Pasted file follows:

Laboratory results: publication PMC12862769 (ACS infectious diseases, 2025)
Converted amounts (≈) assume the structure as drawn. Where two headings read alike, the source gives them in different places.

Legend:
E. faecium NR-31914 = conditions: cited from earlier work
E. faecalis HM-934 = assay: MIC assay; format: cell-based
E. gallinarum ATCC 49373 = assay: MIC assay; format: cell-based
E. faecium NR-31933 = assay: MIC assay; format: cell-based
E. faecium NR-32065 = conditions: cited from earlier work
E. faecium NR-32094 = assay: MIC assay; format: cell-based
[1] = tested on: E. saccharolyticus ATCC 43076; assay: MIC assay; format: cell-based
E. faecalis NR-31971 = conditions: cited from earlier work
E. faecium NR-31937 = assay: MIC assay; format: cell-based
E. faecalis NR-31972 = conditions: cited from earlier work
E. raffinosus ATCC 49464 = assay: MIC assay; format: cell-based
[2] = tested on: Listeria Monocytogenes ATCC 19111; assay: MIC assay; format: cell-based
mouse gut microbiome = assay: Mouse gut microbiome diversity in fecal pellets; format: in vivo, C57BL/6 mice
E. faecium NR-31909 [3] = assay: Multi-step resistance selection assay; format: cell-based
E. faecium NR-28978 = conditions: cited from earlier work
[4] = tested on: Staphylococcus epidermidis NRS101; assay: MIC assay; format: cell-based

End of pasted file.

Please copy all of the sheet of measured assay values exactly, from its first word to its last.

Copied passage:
Laboratory results: publication PMC12862769 (ACS infectious diseases, 2025)
Converted amounts (≈) assume the structure as drawn. Where two headings read alike, the source gives them in different places.

Legend:
E. faecium NR-31914 = conditions: cited from earlier work
E. faecalis HM-934 = assay: MIC assay; format: cell-based
E. gallinarum ATCC 49373 = assay: MIC assay; format: cell-based
E. faecium NR-31933 = assay: MIC assay; format: cell-based
E. faecium NR-32065 = conditions: cited from earlier work
E. faecium NR-32094 = assay: MIC assay; format: cell-based
[1] = tested on: E. saccharolyticus ATCC 43076; assay: MIC assay; format: cell-based
E. faecalis NR-31971 = conditions: cited from earlier work
E. faecium NR-31937 = assay: MIC assay; format: cell-based
E. faecalis NR-31972 = conditions: cited from earlier work
E. raffinosus ATCC 49464 = assay: MIC assay; format: cell-based
[2] = tested on: Listeria Monocytogenes ATCC 19111; assay: MIC assay; format: cell-based
mouse gut microbiome = assay: Mouse gut microbiome diversity in fecal pellets; format: in vivo, C57BL/6 mice
E. faecium NR-31909 [3] = assay: Multi-step resistance selection assay; format: cell-based
E. faecium NR-28978 = conditions: cited from earlier work
[4] = tested on: Staphylococcus epidermidis NRS101; assay: MIC assay; format: cell-based